Michigan’s Sleeping Bear Dunes National Lakeshore stretches 35 miles along the eastern coastline of Lake Michigan. The sandy slopes rise up to 450 feet off the water. In addition to the massive sand dunes and beaches, you can also access protected forests, lakes, and rivers. Sleeping Bear Dunes was named the “Most Beautiful Place in America” on ABC’s Good Morning America. No matter how you feel about morning show claims, it’s definitely not the ugliest place to find camping.
The hub for Sleeping Bear Dunes camping is near Glen Arbor, Michigan. There are many great camping options to be found, like the Platte River Campground, and hike-in spots on the Manitou Islands. They all have their own unique vibe. However, the quintessential Sleeping Bear Dunes camping experience is widely considered to be at D.H. Day Campground. It’s right near the town of Glen Arbor, and many of the sites are on or near the beach.
The Perfect Sleeping Bear Dunes Camping Trip
Here’s what you should keep in mind to get the most of your Sleeping Bear Dunes camping experience.
Sand. No really. Like, A Lot of Sand.
First of all, camping at Sleeping Bear Dunes can be a very unique experience. At times you feel like you may have dropped in on another planet — one with sand as far as the eye can see. Miles of rolling dunes lead to dramatic cliffs plummeting down to the clear blue waters of Lake Michigan.
The Dune Climb is the most visited attraction on a Sleeping Bear Dunes camping trip. The popular thing to do is run all the way down to the bottom. Just be prepared to be laughed at as you desperately claw your way back up. You’ll be gasping for air like you’re lost in the Sahara. (Bring water.)
Hiking in Sleeping Bear Dunes National Lakeshore
While the most well known images of Sleeping Bear Dunes are the angular sand cliffs jutting out of the lake, many of the large dunes are also covered in dense forests. In my opinion, the best Sleeping Bear Dunes hikes are through the woods first, finishing with a surprising and spectacular high elevation view at the top.
I like Pyramid Point trail north of Glen Arbor, and Empire Bluff trail, south of the village of Empire. Each are great hikes through the woods, with just enough incline to make you feel accomplished. They’re both between 1.2 and 1.5 miles long, round trip. You’re rewarded with high Lake Michigan overlooks hidden until the end. The views seem unreal, no matter how many times you’ve been.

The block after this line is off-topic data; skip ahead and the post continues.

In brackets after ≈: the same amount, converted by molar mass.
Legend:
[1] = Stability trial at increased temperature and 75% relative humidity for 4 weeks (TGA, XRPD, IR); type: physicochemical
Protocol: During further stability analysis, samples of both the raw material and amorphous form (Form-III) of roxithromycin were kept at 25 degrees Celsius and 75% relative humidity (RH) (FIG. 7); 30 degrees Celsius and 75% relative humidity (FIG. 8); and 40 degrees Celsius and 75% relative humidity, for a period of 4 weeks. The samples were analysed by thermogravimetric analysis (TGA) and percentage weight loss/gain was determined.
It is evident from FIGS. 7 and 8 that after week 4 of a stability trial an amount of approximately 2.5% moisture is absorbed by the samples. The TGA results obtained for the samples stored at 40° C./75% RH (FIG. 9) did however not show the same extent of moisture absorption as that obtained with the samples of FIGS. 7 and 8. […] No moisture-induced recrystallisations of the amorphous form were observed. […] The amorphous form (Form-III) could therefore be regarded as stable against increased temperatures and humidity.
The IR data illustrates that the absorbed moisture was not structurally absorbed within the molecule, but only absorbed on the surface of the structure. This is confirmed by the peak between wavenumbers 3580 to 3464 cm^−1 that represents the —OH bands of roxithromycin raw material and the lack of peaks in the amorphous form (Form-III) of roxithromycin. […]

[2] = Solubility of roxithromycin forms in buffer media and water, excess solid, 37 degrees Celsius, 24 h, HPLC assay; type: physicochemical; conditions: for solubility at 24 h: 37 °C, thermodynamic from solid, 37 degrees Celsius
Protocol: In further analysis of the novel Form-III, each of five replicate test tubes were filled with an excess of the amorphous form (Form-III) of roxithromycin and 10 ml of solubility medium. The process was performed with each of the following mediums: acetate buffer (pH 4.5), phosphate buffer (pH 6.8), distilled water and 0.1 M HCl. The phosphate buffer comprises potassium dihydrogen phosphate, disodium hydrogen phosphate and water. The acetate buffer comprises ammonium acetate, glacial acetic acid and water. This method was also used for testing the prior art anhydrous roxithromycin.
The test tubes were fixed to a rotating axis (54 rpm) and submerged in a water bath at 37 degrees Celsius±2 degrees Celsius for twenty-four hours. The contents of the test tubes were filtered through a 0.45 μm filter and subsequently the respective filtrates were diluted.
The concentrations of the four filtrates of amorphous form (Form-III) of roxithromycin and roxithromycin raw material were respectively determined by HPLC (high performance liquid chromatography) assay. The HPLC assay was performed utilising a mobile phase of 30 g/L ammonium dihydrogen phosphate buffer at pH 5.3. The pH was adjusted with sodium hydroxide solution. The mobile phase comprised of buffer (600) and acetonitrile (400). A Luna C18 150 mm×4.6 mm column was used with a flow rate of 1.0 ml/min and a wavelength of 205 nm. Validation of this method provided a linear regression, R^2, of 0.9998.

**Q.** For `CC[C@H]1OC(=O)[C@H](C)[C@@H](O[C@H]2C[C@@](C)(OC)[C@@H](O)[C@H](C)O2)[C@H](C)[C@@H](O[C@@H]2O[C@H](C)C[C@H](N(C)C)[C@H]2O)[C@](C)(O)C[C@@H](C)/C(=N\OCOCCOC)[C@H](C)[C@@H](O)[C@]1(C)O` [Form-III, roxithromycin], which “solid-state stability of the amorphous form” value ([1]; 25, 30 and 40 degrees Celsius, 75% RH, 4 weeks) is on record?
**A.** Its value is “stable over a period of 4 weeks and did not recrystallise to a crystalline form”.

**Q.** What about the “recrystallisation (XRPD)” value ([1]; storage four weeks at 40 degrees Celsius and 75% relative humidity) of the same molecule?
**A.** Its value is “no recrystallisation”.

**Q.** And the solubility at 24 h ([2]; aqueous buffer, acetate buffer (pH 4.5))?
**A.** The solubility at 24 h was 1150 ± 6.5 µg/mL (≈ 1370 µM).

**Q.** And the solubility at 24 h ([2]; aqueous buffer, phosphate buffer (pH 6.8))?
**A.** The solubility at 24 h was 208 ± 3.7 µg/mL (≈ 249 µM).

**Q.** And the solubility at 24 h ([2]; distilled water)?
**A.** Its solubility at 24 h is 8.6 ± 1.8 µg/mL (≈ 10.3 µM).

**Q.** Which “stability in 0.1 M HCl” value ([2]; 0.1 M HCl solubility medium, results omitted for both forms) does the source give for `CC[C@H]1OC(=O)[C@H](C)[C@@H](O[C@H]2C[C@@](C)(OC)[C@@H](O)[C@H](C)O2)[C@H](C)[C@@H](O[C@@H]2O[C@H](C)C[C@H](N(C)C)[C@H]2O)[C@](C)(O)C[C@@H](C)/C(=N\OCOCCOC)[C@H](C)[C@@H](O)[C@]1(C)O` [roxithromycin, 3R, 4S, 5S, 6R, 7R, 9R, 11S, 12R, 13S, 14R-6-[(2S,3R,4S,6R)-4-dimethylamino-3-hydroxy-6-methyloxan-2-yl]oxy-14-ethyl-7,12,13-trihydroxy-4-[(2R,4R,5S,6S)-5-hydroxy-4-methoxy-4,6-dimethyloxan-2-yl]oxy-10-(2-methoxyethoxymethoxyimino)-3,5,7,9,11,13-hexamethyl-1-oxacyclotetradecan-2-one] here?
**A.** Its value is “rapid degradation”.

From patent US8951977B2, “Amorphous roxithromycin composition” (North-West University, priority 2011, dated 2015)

If you have young hikers in tow, go with Empire Bluff. The advantage to Empire Bluff is a sneak peak view spot that looks north towards the sand cliffs of Sleeping Bear and the Bar Lakes. It’s a shorter trip to the sneak peak, and a great spot to gauge the interest and ability of the kids. Plus, at Empire Bluff you’re just a 5-minute drive from the town of Empire, where you’ll find ice cream, a playground, and one of the best beaches in the Sleeping Bear Dunes area, with access to both Lake Michigan and South Bar Lake on either side of the parking lot.
South Bar Lake also has a sandy beach with a playground, a dock, and is often warmer and less intimidating for the smaller kids.
Visiting Glen Haven & Glen Arbor
Sand dunes can be disorienting in their repetitive undulations. Make sure you get a sense of where your are in space and time with a history lesson at the Maritime Museum near Glen Arbor. While you’re at it, check out the historic village of Glen Haven.
Sleeping Bear Dunes lies along the Manitou Passage, a shipping channel that helped develop the entire Great Lakes region, and beyond.
Glen Arbor packs a lot to do in a small amount of space. There are multiple restaurants with good food, including great outdoor seating and entertainment, like Boondocks and Art’s Tavern. The original location of Cherry Republic is a must visit. Wine tasting for the adults, and free snack tasting for everyone.
This is where the bulk of your gift shopping will take place. Additionally, The Totem Shop is also a great place for kids and adults, with a classic toy and game section, candy, plus northern Michigan souvenirs, clothing, and food items. The Totem Shop, without question, was my favorite store as a kid. In town you can also rent kayaks and canoes, and paddle down the crystal river, or rent bikes and ride on the Sleeping Bear Dunes Heritage Trail.
Exploring the Manitou Islands
Finally, don’t forget about the Manitou Islands. They’re still part of Sleeping Bear Dunes, despite lying several miles offshore. If you’re feeling adventurous and flexible with your trip schedule, your Sleeping Bear Dunes camping experience can be kicked up a notch by taking a ferry out to either North or South Manitou Island, and hiking out to your campsite. The sites are more secluded than on the mainland, and there are plenty of great hikes on each island.
North Manitou Island is wilder, with primitive hike-in camping options requiring backcountry permits, and one small designated campground. So you can choose your own adventure based on how long you want to hike and how secluded you’d like your site.
The east side of each island offers uninterrupted views of the mainland and the Sleeping Bear Dunes cliffs. On the west side of the islands, it’s nothing but pure blue water with no land in sight. You’ll also find small ponds and lakes, historic lighthouses, an exposed shipwreck, cabins, and other relics of the shipping industry and past settlements on the islands.
Above all, know ahead of time that if the weather gets bad, the ferry doesn’t always make the trip. Therefore, you have to pack accordingly, with the possibility of being on the island an extra day or two. For an unforgettable Sleeping Bear Dunes camping experience, with a little more adventure, the Manitou Islands are arguably the coolest part of the entire National Lakeshore.